Miracles Club groundbreaking.

Construction of the new Miracles Club facility on MLK is underway, as the ground is being cleared and a couple of small unused structures have been removed from the property.

The Skanner reports:

Miracles Club Board Chair Malcolm Slaughter celebrated the ground-breaking of the new location for the longtime social club for people in recovery for alcohol and drug addiction. In addition to the social gathering space, the club will now offer sober housing units in the top floor of the building. Former state Sen. Avel Gordly said it was a good day for Portland.

“We have not lost our ability to dream,” she told the crowd of Miracles Club members, community members and city and state officials. “We have not lost our ability to hope and we have not lost our ability to trust.”

The singly-branched tree above, its other arms shorn, reminds me of a landscape feature that might appear in a Krazy & Ignatz comic by George Herriman.

To the left of the Miracles site, out of the frame of this picture, is Mac’s Radiators, recently closed; the white building to the right is 4122 NE MLK, an unused building that was recently marked with a large U by the City of Portland – “unsafe,” in other words, a warning to firefighters.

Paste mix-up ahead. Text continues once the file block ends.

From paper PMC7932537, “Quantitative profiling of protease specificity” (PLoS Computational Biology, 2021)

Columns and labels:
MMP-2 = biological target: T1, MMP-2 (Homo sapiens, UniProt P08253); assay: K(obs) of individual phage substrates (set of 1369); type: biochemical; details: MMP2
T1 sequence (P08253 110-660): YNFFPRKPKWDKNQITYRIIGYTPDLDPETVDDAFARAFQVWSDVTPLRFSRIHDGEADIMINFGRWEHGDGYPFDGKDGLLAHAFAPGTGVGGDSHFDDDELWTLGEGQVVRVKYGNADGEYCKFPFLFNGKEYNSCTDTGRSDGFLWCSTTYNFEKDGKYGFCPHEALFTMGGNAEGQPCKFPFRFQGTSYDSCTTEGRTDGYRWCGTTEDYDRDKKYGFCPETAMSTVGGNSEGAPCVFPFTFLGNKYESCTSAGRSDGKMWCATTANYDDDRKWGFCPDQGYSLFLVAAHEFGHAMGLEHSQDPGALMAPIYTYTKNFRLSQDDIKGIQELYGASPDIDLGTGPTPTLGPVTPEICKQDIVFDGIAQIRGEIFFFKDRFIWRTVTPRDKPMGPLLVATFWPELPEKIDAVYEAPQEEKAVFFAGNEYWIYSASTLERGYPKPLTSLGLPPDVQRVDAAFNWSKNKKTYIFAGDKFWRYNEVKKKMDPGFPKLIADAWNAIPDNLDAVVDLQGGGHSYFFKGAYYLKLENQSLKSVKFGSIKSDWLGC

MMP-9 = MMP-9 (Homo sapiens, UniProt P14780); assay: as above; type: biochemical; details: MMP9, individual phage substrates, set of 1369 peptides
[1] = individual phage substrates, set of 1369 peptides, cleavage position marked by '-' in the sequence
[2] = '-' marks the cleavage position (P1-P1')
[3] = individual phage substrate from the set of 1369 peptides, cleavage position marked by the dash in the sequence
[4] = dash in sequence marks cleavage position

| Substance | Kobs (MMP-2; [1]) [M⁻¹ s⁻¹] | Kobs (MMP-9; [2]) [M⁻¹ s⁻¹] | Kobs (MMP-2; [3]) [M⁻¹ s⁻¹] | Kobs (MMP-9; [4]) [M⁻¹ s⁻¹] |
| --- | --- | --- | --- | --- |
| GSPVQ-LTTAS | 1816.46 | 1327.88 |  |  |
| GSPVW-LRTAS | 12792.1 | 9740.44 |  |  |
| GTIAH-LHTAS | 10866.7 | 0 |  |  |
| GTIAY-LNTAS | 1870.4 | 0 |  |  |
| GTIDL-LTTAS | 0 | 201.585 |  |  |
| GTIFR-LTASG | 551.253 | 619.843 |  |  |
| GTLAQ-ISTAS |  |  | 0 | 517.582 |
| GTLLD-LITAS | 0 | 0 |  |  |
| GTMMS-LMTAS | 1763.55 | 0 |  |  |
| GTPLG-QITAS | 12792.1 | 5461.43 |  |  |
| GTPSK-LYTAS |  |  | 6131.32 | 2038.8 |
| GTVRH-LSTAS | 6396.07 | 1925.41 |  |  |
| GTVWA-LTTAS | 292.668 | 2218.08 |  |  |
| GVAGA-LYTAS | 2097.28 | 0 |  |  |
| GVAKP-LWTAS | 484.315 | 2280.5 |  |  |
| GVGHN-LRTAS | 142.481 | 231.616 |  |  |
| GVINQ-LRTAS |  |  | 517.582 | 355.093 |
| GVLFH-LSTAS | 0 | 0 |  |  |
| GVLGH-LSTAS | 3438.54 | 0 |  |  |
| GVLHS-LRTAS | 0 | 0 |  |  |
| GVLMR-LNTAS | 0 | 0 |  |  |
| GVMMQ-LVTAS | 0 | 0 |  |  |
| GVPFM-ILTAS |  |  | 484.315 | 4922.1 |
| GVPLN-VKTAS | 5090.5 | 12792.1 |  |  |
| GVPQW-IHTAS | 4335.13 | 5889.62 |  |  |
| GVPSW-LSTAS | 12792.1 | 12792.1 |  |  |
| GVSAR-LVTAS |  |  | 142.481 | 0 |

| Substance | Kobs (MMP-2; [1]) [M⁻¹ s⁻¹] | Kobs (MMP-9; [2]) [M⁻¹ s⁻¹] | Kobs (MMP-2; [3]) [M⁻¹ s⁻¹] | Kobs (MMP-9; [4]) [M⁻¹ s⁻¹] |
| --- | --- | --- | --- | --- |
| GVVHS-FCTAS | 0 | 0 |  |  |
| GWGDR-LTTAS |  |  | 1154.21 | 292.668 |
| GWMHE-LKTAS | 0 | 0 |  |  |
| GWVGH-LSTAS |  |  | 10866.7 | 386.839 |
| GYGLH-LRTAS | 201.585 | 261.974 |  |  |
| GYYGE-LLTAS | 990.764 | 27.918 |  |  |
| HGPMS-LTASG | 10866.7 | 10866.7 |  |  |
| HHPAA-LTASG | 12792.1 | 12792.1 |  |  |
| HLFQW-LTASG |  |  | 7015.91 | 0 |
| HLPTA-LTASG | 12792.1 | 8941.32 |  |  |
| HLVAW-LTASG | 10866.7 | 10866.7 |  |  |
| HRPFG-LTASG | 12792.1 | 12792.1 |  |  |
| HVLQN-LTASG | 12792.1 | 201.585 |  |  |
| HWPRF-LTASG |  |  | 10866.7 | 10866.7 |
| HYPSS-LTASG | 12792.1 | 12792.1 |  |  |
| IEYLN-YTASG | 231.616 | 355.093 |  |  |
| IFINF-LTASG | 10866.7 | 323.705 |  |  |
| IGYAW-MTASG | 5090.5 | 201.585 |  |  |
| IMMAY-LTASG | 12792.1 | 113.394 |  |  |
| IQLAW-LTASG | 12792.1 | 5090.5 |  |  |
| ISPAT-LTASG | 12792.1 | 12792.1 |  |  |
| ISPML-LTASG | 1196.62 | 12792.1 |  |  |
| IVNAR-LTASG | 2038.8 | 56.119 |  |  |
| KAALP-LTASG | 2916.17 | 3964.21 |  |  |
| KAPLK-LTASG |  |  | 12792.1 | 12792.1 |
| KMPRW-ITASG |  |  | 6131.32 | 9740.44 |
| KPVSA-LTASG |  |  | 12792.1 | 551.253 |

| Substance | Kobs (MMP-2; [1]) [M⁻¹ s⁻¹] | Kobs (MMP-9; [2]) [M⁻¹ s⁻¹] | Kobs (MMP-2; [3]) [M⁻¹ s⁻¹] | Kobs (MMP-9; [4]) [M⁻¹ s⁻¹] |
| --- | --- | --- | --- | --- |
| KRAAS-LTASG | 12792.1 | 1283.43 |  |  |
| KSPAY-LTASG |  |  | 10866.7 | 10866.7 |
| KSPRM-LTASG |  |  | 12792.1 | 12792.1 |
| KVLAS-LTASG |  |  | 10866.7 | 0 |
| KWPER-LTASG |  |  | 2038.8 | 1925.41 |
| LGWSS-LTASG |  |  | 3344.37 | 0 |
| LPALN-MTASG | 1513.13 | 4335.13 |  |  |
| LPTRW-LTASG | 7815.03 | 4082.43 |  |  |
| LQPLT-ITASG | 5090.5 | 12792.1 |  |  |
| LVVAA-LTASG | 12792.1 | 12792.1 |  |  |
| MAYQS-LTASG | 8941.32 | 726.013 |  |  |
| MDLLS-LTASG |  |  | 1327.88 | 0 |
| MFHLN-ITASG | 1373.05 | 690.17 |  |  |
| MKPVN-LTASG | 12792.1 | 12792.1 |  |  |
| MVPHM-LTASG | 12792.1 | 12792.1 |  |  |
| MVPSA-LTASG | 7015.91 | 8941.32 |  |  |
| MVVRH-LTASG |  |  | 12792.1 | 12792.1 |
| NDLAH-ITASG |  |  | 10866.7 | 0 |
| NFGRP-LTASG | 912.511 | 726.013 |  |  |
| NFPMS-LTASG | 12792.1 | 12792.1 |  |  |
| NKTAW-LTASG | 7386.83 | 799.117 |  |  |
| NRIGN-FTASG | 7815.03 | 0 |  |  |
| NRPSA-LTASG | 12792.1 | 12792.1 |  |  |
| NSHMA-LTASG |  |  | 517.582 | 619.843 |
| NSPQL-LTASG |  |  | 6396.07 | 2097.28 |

About the new Miracles Club, the eloquent Anna Griffin writes:

The Northeast Portland nonprofit’s home for the past 10 years is rented space nobody else wants on a stretch of Martin Luther King Jr. Boulevard that hasn’t yet gentrified. It’s dark and musty, too hot in the summer, too cold in the winter and too small for the crowds that form more than a dozen times each week for 12-step meetings. The tales club members tell one another as part of their recovery are almost uniformly sad, if filled with dark humor. They’re stories of bad choices, broken families and ruined lives…

Taxpayers will pay for the bulk of the $12 million project through tax credits, federal stimulus grants and loans. You might not like the idea of using public money for anything other than the most basic government services. But in a world where city leaders can seriously talk about using tax dollars for pro sports and federal leaders go gaga for streetcars, we should all applaud the rare case in which our urban-renewal cash is going to rebuild lives rather than a real-estate developer’s portfolio…

The bigger, better, nicer space will allow the Miracles to serve more people, from a wider variety of backgrounds, members say. If it works, the facility could even wind up saving taxpayers money — fewer drug addicts means fewer drug-related crimes, fewer children in foster care, fewer overdose patients in Portland emergency rooms.


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